Screened at Sundance (Opening night premiere). Dir: Christine Lahti. US. 2001. 109mins.
My First Mister, actress Christine Lahti's feature directorial debut, is a decent, mildly-engaging melodrama about the unlikely bond that develops between a rebellious high-school graduate and a sensitive, dying older man. Strong acting by both the up-and-coming Leelee Sobieski and veteran Albert Brooks, and some comic and emotional touches, make this sappy film more enjoyable than it has a right to be. In the US, Paramount Classics should generate modest returns for a film that's more likely to be watched by older and nostalgic viewers, willing to walk down memory lane, than by viewers of the heroine's age.
As an actress, Lahti is associated with offbeat and edgy films, such as Swing Shift (for which she received a supporting Oscar nomination), Housekeeping and Running On Empty. But as a director, she, like Sally Field and Diane Keaton before her, strives disappointingly for an earnest and schmaltzy narrative that contains a heavy dosage of "human" messages and learning lessons.
At 17, Jennifer (Sobieski) is a misfit par excellence, the black sheep of her family, totally misunderstood by her chirpy, musical-obsessed mother (Carol Kane). With multiple piercings, all-black wardrobe and frequent visits to the cemetery, her favourite site for personal meditation and cleansing, she keeps the entire world at a distance. Except for Jennifer, everyone knows that the punk look is a disguise to protect the lonely girl she is inside, that the cynicism is only skin-deep, a shield for genuine fears of facing maturity and responsibility.
Things change when Jennifer meets Randall (Brooks), her complete contrast: a precise, well-ordered man, three times her age, who runs a men's clothing store in an upscale shopping mall. Living alone, Randall keeps everything under control; his only joy derives from ritually reading a gossipy magazine after dinner. Hard to believe, but Jennifer shows interest in working for Randall and, after a series of rejections and arguments, he consents.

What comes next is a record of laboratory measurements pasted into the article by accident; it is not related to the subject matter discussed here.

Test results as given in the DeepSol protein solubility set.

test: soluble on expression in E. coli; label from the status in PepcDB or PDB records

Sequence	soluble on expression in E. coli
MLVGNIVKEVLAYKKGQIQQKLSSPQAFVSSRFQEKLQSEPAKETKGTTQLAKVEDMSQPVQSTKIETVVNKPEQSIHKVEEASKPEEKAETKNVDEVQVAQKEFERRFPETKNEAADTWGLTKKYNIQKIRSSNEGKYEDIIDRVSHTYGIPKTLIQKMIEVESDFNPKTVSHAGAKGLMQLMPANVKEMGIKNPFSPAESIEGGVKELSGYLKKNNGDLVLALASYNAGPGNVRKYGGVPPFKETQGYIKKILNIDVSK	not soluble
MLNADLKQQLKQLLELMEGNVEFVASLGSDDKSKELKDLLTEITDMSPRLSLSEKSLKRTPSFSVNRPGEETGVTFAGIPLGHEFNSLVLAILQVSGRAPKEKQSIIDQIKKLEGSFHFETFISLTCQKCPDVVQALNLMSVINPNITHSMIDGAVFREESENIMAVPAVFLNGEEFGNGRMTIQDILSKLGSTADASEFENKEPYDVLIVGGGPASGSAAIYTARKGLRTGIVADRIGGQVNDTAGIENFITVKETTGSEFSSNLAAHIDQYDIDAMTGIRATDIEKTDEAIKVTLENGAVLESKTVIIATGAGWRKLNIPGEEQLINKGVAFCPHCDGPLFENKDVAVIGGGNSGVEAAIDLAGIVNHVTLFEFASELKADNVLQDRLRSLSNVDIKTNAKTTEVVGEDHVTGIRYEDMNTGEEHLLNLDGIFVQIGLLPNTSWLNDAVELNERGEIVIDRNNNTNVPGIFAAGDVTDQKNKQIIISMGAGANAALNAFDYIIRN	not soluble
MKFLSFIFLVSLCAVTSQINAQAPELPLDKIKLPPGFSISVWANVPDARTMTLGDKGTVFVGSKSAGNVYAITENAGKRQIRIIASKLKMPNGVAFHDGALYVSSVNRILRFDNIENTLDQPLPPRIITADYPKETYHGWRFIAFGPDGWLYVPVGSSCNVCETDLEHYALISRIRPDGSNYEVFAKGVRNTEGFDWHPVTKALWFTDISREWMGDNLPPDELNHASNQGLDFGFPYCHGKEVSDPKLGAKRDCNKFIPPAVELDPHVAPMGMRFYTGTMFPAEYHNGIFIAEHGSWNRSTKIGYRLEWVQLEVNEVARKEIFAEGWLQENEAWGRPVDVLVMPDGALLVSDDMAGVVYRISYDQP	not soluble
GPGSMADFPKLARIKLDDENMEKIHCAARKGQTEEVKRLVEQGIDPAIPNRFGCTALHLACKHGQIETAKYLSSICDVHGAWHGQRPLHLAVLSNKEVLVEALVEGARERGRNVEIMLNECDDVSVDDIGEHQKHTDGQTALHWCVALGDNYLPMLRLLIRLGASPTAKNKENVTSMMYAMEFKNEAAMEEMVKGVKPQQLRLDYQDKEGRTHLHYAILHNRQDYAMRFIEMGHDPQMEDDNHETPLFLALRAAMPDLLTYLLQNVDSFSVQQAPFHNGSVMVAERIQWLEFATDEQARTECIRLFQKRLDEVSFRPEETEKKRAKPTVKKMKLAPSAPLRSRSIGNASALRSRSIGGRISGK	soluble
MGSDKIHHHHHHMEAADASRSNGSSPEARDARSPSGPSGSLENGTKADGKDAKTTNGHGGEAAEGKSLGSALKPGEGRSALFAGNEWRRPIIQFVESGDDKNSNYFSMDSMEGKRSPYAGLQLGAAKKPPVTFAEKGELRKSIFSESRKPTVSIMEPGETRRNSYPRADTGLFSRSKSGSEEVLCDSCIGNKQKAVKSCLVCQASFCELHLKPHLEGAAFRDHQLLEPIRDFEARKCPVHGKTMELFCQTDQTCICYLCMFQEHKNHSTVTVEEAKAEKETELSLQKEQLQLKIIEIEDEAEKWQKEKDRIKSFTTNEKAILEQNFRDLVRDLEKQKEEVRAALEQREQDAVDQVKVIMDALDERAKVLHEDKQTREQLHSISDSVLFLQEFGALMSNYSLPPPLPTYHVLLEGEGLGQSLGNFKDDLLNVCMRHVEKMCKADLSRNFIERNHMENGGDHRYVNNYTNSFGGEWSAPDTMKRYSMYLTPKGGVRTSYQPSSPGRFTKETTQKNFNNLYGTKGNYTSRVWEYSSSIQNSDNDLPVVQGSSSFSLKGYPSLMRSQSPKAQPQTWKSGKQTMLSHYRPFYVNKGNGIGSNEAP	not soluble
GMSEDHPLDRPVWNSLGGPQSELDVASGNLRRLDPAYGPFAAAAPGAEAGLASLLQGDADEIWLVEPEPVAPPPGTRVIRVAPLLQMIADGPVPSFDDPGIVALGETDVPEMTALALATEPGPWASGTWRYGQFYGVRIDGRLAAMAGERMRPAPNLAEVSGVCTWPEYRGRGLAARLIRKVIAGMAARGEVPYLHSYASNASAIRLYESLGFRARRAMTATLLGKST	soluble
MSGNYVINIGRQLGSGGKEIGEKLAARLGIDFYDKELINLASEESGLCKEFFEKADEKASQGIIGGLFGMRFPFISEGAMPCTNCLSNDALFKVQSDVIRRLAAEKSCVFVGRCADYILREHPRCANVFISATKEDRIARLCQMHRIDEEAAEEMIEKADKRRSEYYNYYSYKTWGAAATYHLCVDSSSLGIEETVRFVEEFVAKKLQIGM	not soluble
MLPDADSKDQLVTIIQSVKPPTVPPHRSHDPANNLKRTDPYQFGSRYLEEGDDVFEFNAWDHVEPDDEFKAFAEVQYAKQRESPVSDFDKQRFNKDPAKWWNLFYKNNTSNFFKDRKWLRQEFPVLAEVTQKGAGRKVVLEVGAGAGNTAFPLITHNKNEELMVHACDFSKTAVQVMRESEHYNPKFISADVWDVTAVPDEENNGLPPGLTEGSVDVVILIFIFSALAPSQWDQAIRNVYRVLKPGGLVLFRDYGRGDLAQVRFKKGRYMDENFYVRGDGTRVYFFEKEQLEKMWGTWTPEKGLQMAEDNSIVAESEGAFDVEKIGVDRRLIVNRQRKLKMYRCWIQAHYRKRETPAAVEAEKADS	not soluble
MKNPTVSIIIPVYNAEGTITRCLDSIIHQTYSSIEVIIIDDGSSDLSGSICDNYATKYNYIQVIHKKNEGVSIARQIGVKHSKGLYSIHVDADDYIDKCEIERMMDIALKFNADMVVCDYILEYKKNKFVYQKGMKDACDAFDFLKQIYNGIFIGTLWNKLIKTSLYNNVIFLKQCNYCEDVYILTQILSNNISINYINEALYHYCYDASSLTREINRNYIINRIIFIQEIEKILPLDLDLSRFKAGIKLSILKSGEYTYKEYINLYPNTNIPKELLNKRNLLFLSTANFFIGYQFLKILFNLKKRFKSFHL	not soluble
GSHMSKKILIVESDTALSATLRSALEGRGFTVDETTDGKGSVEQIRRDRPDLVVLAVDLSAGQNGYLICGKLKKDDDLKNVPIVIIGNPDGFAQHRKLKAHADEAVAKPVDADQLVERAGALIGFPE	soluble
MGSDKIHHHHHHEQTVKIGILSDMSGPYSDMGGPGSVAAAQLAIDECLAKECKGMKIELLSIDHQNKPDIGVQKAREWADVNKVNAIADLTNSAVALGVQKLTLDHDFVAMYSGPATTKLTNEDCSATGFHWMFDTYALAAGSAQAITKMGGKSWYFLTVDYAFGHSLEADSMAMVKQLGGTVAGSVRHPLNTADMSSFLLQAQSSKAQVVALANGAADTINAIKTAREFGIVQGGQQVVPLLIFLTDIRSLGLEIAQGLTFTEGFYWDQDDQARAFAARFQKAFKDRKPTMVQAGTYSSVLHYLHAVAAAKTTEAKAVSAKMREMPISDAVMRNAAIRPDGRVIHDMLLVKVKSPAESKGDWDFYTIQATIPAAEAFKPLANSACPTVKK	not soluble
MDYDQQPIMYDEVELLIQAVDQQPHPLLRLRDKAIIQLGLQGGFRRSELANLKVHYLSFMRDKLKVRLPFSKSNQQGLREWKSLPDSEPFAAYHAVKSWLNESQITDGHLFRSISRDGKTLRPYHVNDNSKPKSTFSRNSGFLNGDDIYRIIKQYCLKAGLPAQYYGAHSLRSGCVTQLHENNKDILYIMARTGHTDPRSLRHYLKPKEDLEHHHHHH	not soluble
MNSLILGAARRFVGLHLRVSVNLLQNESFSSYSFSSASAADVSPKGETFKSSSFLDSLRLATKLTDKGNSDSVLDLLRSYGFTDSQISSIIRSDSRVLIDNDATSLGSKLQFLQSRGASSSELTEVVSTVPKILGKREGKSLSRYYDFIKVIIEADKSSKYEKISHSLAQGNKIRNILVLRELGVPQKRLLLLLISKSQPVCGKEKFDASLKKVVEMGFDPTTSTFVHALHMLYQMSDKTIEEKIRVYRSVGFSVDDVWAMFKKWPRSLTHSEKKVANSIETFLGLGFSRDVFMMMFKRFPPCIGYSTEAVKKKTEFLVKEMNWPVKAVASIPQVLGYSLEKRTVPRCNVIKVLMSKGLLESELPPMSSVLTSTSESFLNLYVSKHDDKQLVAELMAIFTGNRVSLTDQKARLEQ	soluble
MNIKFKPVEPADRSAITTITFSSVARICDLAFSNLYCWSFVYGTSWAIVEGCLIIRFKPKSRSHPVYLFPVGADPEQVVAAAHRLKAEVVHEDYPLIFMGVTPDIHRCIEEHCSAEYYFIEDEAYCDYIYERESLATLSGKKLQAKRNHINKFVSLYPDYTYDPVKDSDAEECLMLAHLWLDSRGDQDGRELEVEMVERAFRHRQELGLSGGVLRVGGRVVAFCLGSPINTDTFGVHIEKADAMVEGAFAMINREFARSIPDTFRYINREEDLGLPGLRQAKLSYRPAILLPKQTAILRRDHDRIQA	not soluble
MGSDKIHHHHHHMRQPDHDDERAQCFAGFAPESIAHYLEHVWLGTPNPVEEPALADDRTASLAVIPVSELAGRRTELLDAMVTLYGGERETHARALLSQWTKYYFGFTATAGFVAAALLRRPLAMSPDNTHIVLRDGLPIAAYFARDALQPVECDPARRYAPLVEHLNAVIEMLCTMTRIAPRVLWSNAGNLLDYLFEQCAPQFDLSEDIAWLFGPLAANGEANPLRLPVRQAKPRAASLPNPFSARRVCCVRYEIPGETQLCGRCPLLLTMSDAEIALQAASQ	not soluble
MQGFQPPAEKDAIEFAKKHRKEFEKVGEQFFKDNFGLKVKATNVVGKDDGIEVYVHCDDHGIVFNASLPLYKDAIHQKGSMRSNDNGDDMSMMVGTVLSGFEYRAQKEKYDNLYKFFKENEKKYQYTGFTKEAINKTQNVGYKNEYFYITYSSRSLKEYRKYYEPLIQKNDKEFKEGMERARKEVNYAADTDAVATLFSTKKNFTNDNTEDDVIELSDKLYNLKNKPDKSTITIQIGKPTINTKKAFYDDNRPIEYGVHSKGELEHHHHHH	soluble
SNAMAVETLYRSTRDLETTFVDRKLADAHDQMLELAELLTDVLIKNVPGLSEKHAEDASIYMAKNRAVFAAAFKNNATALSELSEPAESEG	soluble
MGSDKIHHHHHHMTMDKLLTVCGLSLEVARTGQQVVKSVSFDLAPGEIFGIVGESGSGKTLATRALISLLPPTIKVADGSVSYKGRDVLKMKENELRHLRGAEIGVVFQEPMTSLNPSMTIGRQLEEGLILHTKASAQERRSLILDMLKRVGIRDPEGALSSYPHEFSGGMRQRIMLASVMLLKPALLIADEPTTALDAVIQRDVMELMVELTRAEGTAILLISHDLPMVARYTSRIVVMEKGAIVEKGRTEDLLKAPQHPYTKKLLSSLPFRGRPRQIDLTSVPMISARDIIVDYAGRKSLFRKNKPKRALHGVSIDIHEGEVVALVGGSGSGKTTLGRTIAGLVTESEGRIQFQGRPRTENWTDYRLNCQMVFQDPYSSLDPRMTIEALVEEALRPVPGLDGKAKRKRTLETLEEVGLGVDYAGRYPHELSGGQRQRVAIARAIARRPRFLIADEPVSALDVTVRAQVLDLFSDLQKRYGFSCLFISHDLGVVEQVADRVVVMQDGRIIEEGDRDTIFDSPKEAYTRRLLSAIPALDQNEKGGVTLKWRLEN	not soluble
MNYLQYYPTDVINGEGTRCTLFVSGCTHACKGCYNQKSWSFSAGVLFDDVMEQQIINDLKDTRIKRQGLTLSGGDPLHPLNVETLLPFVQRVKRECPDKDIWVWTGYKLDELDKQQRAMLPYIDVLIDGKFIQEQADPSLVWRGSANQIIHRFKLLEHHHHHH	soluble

Only a shade above the middlebrow, therapeutic sensibility of a TV movie, the film's narrative soon forgets about the real outside world and instead concentrates on the evolving affection between these polar opposites. It doesn't take long for Jennifer and Randall to realise that both have been long-term prisoners of their thick emotional armour. My First Mister is a "reach out and touch" kind of film based on the schematic notion that, given the right circumstances, any two wildly dissimilar individuals can establish a meaningful connection on the foundation of mutual trust.
Fearing the consequences of its own exploration, the script by Jill Franklyn touches briefly - but then drops completely - the notion that the virginal Jennifer is physically attracted to Randall. Rushing to provide a pat, crowd-pleasing resolution, the movie introduces Randy (Desmond Harrington), Randall's long-absent son, and Patty (Mary Kay Place), an older woman who takes care of Randall while he's hospitalised for a fatal disease. By the end, the movie sinks to the level of a routine episode of the Oprah show, in an all too-symmetrical dinner sequence in which every character, including Jennifer's hippie and estranged biological father (John Goodman), finds their soulmate to the swing of music and dance.
Prod cos: Total Film Group, in association with Film Roman. US dist: Paramount Classics. Int'l sales: Total Film Group. Exec prod: Gerald Green. Prods: Carol Baum, Jane Goldenring. Scr: Jill Franklin. Cinematographer: Jeffrey Jur. Prod des: Dan Bishop. Ed: Wendy Greene Bricmont. Music: Steve Porcaro. Main cast: Leelee Sobieski, Albert Brooks, Desmond Harrington, Carol Kane, Mary Kay Place.